Soup producers mad California regulators didn’t tell them how to manage risks

Being public is double-edged: great benefits by electronically and almost instantly connecting with individuals and food safety types around the world, with the risk of being a bigger target for every food-related (or other) grievance.

We encourage food types take to McLuhan’s mediums, and to fight back if wrongfully implicated.

But have some data.

The most common myths that permeate public conversations are food is automatically safe if:

• the bathroom’s clean;
• it’s local, organic, sustainable, natural;
• it’s government inspected; and,
• because we’ve always done things this way and never had a problem.

In 2011, a 29-year-old man was hospitalized after five days of progressive dizziness, blurred vision, dysphagia, and difficulty breathing. The patient required mechanical ventilation and botulism antitoxin. He remained in the hospital for 57 days and then spent some time in a rehabilitation facility. According to the U.S. Centers for Disease Control, he had tasted some potato soup that included botulinum toxin.

In 1977, 59 patrons of a Detroit Mexican restaurant became ill with botulism after consuming improperly canned peppers. As a result of rumors of a pending shortage of fresh peppers, the restaurant staff decided to stick lightly-cooked peppers and some water in jars and seal them.

Putting low acid foods in a jar and sealing them without either acidifying (with vinegar/fermentation) or processing using pressure is a bad idea.

Earlier this week, the California Department of Public Health (CDPH) urged people to avoid and dispose of One Gun Ranch and Organic Soup Kitchen soups sold at farmers markets in California because they potentially contained botulinum toxin. The vendors involved are saying they didn’t know the rules (or the risks). And it’s apparently the regulators fault for not letting them know.

According to Squid Ink, although none of One Gun Ranch and Organic Soup Kitchen products tested positive for the toxin (fortunately), the process/procedure to limit the germination of Clostridium botulinum and toxin outgrowth wasn’t validated by anyone. And the companies are crying fowl.

The companies targeted by CDPH are reeling from the state’s actions against their products.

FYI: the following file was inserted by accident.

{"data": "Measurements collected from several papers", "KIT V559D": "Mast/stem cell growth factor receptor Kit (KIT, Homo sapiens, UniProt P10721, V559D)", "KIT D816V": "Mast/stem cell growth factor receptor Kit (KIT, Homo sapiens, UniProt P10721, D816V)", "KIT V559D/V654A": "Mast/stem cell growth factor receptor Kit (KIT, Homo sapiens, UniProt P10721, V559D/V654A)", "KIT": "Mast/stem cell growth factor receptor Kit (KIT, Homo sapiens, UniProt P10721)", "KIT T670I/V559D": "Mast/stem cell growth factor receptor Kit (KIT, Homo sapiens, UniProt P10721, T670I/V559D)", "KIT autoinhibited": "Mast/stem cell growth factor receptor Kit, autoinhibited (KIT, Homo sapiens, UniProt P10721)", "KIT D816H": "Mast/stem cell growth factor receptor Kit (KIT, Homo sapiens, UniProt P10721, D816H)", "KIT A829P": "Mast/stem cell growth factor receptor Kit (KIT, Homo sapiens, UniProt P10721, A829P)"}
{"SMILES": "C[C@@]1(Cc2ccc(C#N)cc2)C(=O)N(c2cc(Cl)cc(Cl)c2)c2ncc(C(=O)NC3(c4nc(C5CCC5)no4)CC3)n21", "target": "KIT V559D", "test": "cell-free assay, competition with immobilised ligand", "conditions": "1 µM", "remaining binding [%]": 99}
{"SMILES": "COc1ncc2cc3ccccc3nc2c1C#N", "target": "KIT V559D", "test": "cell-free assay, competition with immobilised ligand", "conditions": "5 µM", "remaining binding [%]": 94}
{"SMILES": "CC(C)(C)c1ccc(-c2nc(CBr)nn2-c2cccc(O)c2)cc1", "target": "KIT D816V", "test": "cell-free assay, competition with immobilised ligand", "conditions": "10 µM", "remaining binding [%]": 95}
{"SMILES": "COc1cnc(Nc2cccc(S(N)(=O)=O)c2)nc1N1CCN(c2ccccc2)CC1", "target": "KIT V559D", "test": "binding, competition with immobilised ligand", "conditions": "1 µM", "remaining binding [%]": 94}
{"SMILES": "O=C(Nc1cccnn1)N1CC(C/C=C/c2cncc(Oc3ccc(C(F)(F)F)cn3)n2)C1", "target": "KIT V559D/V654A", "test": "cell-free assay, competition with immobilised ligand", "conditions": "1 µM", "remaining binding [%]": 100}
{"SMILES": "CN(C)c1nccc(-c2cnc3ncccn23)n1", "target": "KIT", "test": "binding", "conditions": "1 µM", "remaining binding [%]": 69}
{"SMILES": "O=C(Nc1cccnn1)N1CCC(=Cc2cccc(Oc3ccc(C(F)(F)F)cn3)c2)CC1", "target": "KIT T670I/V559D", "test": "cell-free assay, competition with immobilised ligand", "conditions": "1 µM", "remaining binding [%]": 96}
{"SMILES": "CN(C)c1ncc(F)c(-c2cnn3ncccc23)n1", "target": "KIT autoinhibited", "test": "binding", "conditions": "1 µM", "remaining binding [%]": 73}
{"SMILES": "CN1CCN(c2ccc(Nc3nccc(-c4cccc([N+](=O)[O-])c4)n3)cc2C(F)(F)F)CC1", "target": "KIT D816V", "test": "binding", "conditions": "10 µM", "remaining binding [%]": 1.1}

"We have fed over 50,000 people in three years without incident," says Anthony Carroccio, founder and director of the Organic Soup Kitchen, which feeds homeless and low-income people in Santa Barbara.

Carroccio told us that there is nothing wrong with his soups and said that the company passed its most recent county health department inspection two weeks ago. He said the company has never had a recall of any of its products: "We do everything by the letter of the law."

Asked why the state health department is suddenly taking this action against the Organic Soup Kitchen, Carroccio responded: "That’s what I wish somebody would tell me."

Malibu-based One Gun Ranch emailed a statement to Squid Ink, saying: "The mandatory recall of our products is a result of further licensing requirements by the local health department in order to comply with state regulations. It was not a result of contaminated food or improper preparation of our jarred food products. In addition, the commercial kitchens used to prepare One Gun food products adhere to the highest standards of operation and regulations required by the CDPH."

One Gun Ranch CEO Jennifer Hozer told us in a phone interview, "Our understanding is it’s a paperwork issue. … Even though we’re doing everything, there’s a process you have to go through that we weren’t aware of, that they didn’t make us aware of, where they basically observe how you do it. Once that happens, we’ll be fine. Our practices are in place. In all honesty, the way we do it is above and beyond what they require. It’s just a matter of them seeing it."

Hozer added: "We want to protect our customers as well. We understand why they had to do what they did, as far as issuing the recall. It’s just unfortunate that it had to be with a scare tactic, causing fear of the product. We’ve all eaten the food, [and] nobody’s ever gotten sick."

Double points for two we’ve-never-made-anyone-ill comments in the same story. A better answer would have been to talk about the exact processes they use to limit the potential for botulinum toxin formation and how those processes have been validated. In the absence of that info, a lack of illnesses or issues is usually luck.

The idea of prevention is to prevent – before people get sick.